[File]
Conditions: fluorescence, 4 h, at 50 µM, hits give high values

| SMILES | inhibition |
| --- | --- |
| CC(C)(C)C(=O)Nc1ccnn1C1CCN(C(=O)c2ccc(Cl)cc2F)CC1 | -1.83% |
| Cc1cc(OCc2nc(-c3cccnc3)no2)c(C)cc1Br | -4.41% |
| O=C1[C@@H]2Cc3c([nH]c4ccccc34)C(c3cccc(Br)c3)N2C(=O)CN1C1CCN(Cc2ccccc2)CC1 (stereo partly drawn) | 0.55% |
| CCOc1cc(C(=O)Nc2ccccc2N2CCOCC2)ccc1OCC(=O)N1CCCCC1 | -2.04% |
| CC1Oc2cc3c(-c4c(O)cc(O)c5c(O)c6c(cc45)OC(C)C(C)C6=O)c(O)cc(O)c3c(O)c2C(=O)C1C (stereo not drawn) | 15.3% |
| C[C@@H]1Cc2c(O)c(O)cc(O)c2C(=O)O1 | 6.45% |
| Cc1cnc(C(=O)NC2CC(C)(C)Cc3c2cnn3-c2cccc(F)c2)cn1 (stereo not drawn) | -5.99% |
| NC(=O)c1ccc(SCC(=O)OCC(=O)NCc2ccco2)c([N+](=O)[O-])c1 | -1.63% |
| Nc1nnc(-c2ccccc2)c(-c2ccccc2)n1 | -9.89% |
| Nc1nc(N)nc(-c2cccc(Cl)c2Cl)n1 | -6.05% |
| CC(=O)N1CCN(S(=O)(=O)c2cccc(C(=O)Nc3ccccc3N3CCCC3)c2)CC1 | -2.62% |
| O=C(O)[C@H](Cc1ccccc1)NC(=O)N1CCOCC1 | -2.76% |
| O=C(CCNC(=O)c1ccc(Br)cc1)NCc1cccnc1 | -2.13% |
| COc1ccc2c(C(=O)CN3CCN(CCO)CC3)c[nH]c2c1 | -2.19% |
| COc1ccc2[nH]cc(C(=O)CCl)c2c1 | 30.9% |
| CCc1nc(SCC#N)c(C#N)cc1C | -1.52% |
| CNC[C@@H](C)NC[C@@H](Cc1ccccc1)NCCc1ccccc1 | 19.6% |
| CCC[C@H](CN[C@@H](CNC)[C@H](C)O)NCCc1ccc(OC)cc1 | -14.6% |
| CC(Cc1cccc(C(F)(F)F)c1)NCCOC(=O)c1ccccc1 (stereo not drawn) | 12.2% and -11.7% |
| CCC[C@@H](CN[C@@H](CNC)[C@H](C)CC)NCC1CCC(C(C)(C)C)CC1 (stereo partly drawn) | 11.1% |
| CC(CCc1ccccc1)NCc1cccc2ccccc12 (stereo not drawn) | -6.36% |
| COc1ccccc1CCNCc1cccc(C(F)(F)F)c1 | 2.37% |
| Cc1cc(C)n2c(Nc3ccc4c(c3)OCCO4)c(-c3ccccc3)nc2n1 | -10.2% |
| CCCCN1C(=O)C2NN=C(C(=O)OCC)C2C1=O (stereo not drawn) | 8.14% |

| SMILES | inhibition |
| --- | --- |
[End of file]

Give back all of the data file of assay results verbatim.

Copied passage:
Conditions: fluorescence, 4 h, at 50 µM, hits give high values

| SMILES | inhibition |
| --- | --- |
| CC(C)(C)C(=O)Nc1ccnn1C1CCN(C(=O)c2ccc(Cl)cc2F)CC1 | -1.83% |
| Cc1cc(OCc2nc(-c3cccnc3)no2)c(C)cc1Br | -4.41% |
| O=C1[C@@H]2Cc3c([nH]c4ccccc34)C(c3cccc(Br)c3)N2C(=O)CN1C1CCN(Cc2ccccc2)CC1 (stereo partly drawn) | 0.55% |
| CCOc1cc(C(=O)Nc2ccccc2N2CCOCC2)ccc1OCC(=O)N1CCCCC1 | -2.04% |
| CC1Oc2cc3c(-c4c(O)cc(O)c5c(O)c6c(cc45)OC(C)C(C)C6=O)c(O)cc(O)c3c(O)c2C(=O)C1C (stereo not drawn) | 15.3% |
| C[C@@H]1Cc2c(O)c(O)cc(O)c2C(=O)O1 | 6.45% |
| Cc1cnc(C(=O)NC2CC(C)(C)Cc3c2cnn3-c2cccc(F)c2)cn1 (stereo not drawn) | -5.99% |
| NC(=O)c1ccc(SCC(=O)OCC(=O)NCc2ccco2)c([N+](=O)[O-])c1 | -1.63% |
| Nc1nnc(-c2ccccc2)c(-c2ccccc2)n1 | -9.89% |
| Nc1nc(N)nc(-c2cccc(Cl)c2Cl)n1 | -6.05% |
| CC(=O)N1CCN(S(=O)(=O)c2cccc(C(=O)Nc3ccccc3N3CCCC3)c2)CC1 | -2.62% |
| O=C(O)[C@H](Cc1ccccc1)NC(=O)N1CCOCC1 | -2.76% |
| O=C(CCNC(=O)c1ccc(Br)cc1)NCc1cccnc1 | -2.13% |
| COc1ccc2c(C(=O)CN3CCN(CCO)CC3)c[nH]c2c1 | -2.19% |
| COc1ccc2[nH]cc(C(=O)CCl)c2c1 | 30.9% |
| CCc1nc(SCC#N)c(C#N)cc1C | -1.52% |
| CNC[C@@H](C)NC[C@@H](Cc1ccccc1)NCCc1ccccc1 | 19.6% |
| CCC[C@H](CN[C@@H](CNC)[C@H](C)O)NCCc1ccc(OC)cc1 | -14.6% |
| CC(Cc1cccc(C(F)(F)F)c1)NCCOC(=O)c1ccccc1 (stereo not drawn) | 12.2% and -11.7% |
| CCC[C@@H](CN[C@@H](CNC)[C@H](C)CC)NCC1CCC(C(C)(C)C)CC1 (stereo partly drawn) | 11.1% |
| CC(CCc1ccccc1)NCc1cccc2ccccc12 (stereo not drawn) | -6.36% |
| COc1ccccc1CCNCc1cccc(C(F)(F)F)c1 | 2.37% |
| Cc1cc(C)n2c(Nc3ccc4c(c3)OCCO4)c(-c3ccccc3)nc2n1 | -10.2% |
| CCCCN1C(=O)C2NN=C(C(=O)OCC)C2C1=O (stereo not drawn) | 8.14% |

| SMILES | inhibition |
| --- | --- |